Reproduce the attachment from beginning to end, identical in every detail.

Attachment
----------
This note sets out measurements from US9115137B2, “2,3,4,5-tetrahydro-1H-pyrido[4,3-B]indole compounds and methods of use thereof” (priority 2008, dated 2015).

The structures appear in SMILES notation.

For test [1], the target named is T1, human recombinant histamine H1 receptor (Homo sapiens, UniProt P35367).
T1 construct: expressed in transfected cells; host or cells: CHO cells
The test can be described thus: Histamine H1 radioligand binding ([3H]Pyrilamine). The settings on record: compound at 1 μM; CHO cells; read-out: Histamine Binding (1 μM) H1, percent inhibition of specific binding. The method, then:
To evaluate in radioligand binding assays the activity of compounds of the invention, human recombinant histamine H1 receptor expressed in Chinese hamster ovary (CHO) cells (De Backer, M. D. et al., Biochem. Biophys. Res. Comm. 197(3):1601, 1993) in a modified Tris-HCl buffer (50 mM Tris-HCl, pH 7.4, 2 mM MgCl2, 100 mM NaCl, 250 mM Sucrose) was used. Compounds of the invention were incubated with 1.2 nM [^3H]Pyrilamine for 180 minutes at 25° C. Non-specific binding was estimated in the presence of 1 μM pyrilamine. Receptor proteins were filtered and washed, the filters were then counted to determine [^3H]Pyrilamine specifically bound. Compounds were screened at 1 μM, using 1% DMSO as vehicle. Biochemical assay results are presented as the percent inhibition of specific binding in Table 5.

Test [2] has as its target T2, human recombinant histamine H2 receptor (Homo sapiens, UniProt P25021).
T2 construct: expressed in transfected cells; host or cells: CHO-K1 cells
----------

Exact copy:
This note sets out measurements from US9115137B2, “2,3,4,5-tetrahydro-1H-pyrido[4,3-B]indole compounds and methods of use thereof” (priority 2008, dated 2015).

The structures appear in SMILES notation.

For test [1], the target named is T1, human recombinant histamine H1 receptor (Homo sapiens, UniProt P35367).
T1 construct: expressed in transfected cells; host or cells: CHO cells
The test can be described thus: Histamine H1 radioligand binding ([3H]Pyrilamine). The settings on record: compound at 1 μM; CHO cells; read-out: Histamine Binding (1 μM) H1, percent inhibition of specific binding. The method, then:
To evaluate in radioligand binding assays the activity of compounds of the invention, human recombinant histamine H1 receptor expressed in Chinese hamster ovary (CHO) cells (De Backer, M. D. et al., Biochem. Biophys. Res. Comm. 197(3):1601, 1993) in a modified Tris-HCl buffer (50 mM Tris-HCl, pH 7.4, 2 mM MgCl2, 100 mM NaCl, 250 mM Sucrose) was used. Compounds of the invention were incubated with 1.2 nM [^3H]Pyrilamine for 180 minutes at 25° C. Non-specific binding was estimated in the presence of 1 μM pyrilamine. Receptor proteins were filtered and washed, the filters were then counted to determine [^3H]Pyrilamine specifically bound. Compounds were screened at 1 μM, using 1% DMSO as vehicle. Biochemical assay results are presented as the percent inhibition of specific binding in Table 5.

Test [2] has as its target T2, human recombinant histamine H2 receptor (Homo sapiens, UniProt P25021).
T2 construct: expressed in transfected cells; host or cells: CHO-K1 cells